Internet porn bad for adolescent health

Internet porn bad for adolescent health
21 May 2012

Emerging evidence indicates that internet pornography is strongly associated with risky sexual behaviour among adolescents, according a review from UNSW's Kirby Institute.

The latest studies demonstrate a strong link between internet exposure to sexually explicit material and earlier and more diverse sexual practice that can result in adverse sexual and mental health outcomes, according Dr Rebecca Guy, from the Kirby Institute’s Sexual Health Program, and co-authors writing in the Medical Journal of Australia.

“Young people who reported having visited sexually explicit websites were more likely to have higher numbers of sexual partners, engage in a wider diversity of sexual practices, and use alcohol or drugs in association with sexual encounters,” the authors said.

They noted that all these factors have been associated with a higher risk of sexually transmitted infections and unwanted pregnancies. They also noted that a comprehensive Australian survey showed that 28 percent of 9–16-year-olds had seen sexual material online.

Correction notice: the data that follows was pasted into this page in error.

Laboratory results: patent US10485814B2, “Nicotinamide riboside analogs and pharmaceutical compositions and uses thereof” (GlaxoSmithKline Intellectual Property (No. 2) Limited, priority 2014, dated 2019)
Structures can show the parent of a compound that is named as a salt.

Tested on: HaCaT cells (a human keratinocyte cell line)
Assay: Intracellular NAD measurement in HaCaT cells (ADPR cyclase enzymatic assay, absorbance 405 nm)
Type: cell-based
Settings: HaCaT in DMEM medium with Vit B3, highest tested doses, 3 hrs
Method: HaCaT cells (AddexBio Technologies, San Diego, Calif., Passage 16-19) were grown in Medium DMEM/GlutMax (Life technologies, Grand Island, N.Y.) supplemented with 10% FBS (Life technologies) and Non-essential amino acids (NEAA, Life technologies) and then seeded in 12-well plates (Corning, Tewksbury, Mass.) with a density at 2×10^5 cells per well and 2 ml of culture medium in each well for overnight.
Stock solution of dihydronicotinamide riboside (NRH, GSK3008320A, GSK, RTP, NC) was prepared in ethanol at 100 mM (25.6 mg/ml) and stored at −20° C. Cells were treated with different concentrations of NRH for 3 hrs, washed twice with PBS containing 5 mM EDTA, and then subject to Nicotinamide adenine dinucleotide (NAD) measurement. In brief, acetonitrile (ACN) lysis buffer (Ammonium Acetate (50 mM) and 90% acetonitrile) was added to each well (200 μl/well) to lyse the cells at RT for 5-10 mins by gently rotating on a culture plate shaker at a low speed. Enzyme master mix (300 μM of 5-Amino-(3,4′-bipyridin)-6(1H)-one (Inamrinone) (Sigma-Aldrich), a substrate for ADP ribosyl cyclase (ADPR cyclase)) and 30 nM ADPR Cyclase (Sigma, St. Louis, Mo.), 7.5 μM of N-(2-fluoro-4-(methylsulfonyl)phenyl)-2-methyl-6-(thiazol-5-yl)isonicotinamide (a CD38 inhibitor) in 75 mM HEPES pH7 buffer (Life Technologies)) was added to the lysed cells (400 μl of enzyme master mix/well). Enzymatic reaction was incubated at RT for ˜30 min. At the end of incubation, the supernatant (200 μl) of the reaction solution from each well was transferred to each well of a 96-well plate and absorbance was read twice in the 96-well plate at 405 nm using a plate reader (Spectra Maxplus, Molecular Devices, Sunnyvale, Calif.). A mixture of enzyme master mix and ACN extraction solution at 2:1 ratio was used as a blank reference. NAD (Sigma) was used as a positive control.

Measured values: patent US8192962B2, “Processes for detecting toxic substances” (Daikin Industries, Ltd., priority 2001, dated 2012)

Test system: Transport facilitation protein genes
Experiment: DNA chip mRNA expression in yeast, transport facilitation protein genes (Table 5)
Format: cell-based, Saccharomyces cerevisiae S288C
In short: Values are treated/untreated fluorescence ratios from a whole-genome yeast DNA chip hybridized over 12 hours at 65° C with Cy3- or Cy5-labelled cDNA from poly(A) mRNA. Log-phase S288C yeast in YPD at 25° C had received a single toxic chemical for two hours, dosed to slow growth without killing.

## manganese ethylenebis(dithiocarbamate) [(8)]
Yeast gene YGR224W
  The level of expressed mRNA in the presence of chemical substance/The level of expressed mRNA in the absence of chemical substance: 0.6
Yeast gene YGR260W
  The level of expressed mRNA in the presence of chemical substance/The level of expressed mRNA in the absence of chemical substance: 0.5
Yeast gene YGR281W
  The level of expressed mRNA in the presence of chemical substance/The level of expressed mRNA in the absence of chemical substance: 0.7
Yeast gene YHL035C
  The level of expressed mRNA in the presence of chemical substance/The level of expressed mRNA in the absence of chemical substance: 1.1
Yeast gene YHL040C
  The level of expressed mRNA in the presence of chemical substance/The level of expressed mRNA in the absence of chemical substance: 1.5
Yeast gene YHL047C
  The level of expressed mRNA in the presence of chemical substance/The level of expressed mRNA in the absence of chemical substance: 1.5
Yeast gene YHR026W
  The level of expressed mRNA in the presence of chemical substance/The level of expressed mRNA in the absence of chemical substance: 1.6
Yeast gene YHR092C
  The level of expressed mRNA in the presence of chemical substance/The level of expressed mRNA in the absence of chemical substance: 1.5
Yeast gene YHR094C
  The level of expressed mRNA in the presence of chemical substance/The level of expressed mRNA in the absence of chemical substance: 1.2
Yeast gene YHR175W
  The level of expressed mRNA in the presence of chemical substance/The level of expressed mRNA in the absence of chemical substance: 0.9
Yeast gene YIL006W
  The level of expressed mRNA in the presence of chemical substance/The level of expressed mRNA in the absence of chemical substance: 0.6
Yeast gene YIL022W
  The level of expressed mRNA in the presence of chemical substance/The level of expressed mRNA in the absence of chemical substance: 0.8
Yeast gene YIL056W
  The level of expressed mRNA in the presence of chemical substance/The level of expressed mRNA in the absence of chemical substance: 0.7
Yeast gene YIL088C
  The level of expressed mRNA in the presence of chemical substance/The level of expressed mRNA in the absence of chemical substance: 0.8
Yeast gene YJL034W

“The massive volume of sexually explicit material, now easily accessible on the internet, has led to mounting concern about young adolescents easily engaging with pornography. Some of this concern undoubtedly has a moral overtone, but there are also genuine questions about the potential for exposure to pornography at a young age to bring forward the onset of sexual activity,” the authors wrote.

They noted that a major difficulty with interpreting most research in the field is that adolescents predisposed to earlier and more varied sexual engagement may be the ones who will seek out pornography.

According to the authors, sex education, and open discussion of sexual matters within schools and families assisted young people in decision making, and did not increase the likelihood of earlier engagement in sex, so there should be continuing emphasis on these strategies.

The Medical Journal of Australia is a publication of the Australian Medical Association.

Media contact: Steve Offner, UNSW Media Office | 02 9385 8107

 

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